Internet helps decode grandma’s mysterious code 18 years after her death

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codecard

BALTIMORE, Md. (WDAF) – With the help of several online users one woman has begun to unravel an 18-year-old family mystery.

Janna Holm turned to the web to help solve a mystery which she and her family members have been baffled by since the death of her grandmother, Dorothy Holm, in 1996. In her post on Ask MetaFilter she types that decoding the mystery may be a “crazy long shot” but to her surprise, she was met with a lot more assistance and useful information then she had bargained for.

In her final moments Dorothy, who had been battling an aggressive form of brain cancer, became unable to communicate by speech. During her last two weeks of life, Holm said her grandmother sprawled several seemingly random letters across at least 20 index cards.

Holm, who loves puzzles, said she and her cousins were between eight and 10 years old at the time of Dorothy’s passing and believed she was leaving them a code to crack. Holm said she remembers everyone in her family trying for months to put a meaning to the cryptic letters her grandmother had left to them, but eventually everyone gave up.

Recently Holm’s father came across one of the index cards, which renewed her interest in solving the mysterious codes. She decided to post images of the front and back sides of the card to the web to see if anyone else would be able to figure out its meaning.

She transcribed the code onto her post, which was paired with the photos she took and had uploaded to an image hosting site, imgur.com. She briefly told the story behind the card in the post, under the user name “JannaK,”and described how she believed the letters to pertain to song lyrics of some kind. Within minutes several users began to post what they believed was behind the letters’ meanings.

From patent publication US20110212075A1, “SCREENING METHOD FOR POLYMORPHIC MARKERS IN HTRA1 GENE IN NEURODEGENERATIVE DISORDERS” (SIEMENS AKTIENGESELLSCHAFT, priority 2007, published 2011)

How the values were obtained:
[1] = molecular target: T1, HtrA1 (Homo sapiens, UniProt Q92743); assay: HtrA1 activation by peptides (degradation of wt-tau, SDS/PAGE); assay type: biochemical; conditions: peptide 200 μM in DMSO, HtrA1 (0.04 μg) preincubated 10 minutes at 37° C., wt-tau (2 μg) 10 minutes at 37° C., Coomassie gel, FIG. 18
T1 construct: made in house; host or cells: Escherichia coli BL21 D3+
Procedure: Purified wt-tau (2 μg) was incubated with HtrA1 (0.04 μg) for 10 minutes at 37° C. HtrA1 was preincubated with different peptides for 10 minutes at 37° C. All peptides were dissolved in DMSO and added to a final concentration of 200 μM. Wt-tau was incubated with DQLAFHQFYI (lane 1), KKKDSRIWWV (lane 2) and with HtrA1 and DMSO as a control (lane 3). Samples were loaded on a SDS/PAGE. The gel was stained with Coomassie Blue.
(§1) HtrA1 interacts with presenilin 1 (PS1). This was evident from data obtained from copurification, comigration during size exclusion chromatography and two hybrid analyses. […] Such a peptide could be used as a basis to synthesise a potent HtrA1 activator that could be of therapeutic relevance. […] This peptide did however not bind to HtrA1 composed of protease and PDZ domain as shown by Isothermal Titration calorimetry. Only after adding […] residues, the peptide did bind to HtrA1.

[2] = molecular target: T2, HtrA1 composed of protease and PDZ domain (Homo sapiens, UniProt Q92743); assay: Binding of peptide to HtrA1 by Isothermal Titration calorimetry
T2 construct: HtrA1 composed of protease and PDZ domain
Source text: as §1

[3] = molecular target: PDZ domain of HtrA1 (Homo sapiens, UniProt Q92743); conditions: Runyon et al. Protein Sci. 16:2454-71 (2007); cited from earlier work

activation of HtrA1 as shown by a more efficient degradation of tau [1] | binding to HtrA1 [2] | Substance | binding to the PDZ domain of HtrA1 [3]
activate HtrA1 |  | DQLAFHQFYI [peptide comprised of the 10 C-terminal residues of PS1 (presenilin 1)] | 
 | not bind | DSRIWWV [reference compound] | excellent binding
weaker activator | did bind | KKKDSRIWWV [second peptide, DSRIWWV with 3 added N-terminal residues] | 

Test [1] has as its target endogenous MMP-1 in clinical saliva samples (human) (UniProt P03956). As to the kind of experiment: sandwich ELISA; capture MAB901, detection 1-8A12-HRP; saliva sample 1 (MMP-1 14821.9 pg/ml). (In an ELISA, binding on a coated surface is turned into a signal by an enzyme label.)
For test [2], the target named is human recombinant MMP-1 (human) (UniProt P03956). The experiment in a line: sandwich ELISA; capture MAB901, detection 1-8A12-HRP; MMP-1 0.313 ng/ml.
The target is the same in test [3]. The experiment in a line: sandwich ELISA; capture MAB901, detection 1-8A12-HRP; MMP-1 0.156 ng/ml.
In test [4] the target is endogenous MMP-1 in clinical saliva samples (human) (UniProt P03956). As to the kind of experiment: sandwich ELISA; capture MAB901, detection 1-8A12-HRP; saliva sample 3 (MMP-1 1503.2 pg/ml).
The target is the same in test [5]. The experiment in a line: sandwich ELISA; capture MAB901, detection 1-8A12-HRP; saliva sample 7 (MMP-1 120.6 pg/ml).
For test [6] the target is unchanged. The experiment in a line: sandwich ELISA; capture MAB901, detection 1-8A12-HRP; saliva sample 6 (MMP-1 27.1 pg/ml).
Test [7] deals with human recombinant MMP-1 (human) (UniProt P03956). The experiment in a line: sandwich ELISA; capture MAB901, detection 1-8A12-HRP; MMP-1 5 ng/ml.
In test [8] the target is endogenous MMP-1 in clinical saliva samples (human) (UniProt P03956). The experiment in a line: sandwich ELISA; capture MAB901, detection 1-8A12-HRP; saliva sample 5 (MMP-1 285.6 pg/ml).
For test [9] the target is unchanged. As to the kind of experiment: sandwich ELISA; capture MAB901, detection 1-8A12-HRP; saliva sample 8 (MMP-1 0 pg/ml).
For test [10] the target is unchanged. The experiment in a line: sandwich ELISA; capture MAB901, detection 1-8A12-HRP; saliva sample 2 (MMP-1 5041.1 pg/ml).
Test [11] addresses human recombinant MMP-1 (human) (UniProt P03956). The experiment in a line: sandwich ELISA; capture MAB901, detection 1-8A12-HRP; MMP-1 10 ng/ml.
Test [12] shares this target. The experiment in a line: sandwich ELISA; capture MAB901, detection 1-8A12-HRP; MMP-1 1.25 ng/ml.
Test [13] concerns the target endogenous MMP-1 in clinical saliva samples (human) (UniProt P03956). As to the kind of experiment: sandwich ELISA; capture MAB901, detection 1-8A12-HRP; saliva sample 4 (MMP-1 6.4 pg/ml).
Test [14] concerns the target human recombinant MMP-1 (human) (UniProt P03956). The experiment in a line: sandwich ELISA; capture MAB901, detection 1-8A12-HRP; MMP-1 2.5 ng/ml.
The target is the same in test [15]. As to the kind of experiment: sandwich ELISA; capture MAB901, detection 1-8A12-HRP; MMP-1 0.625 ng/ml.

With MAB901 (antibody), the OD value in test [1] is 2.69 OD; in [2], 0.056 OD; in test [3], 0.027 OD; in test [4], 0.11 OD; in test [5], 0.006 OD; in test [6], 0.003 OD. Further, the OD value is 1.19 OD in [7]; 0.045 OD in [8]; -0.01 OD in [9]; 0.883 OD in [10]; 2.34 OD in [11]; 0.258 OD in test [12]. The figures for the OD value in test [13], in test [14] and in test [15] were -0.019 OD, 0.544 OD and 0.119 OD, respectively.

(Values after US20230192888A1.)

One user, “harperpitt,” was the first to point out to Holm that its meaning could be of religious origin.

“Was she a religious woman? The last As, as well as the AAA combo, make me think of ‘Amen, amen, amen.’ So extrapolating — TYAGF = ‘Thank you Almighty God for…’ It would make sense to end with ‘Thank you, Almighty God, for everything, Amen – Thank you, Almighty God, for everything, Amen, Amen, Amen,’” posted the user, who went on to decode the back of the card as the Lord’s Prayer.

“OFWAIHHBTNTKCTWBDOEAIIIHFUTDODBAFUOT

AWFTWTAUALUNITBDUFEFTITKTPATGFAEA

Our Father who art in Heaven, hallowed be thy name… etc. etc .etc,” continued the user in a second post.

Back of card:
codecardback

Holm then responded to “harperpitt” about four minutes later.

“Holy cow! 14 minutes to solve the back of the card that has been bugging my family for 20 years! That is amazing!” She typed. “I never thought of her as super religious, but we did grow up in a Lutheran household, so that makes sense. Any further insights on the front of the card?”

Several others weighed in on the cards meaning, and Holm responded by typing out what had been decoded so far. She thanked those who helped out, and users thanked her for letting them.

To read the entire thread, CLICK HERE.

[Sources: Mashable, Ask MetaFilter]

2 comments

  • Ben Hobbs

    I may have found something that could help. If you take every 6th letter (Ex: ponapp, or nnpdpa) they seem to relate to other countries; “Ponapp” being British, and “nnpdpa” being russian (which is where the grandmother’s faith originated. This whole thing could be in another language. I’d suggest looking into it more.

  • Tori

    I can’t give any extra insight than has already been given, I just wanted to publicly say that the effort and attention to this by so many is amazing. It’s a little restoration in our humanity to see so many working together to give this family insight into the heart and mind of a woman who could no longer use her voice.

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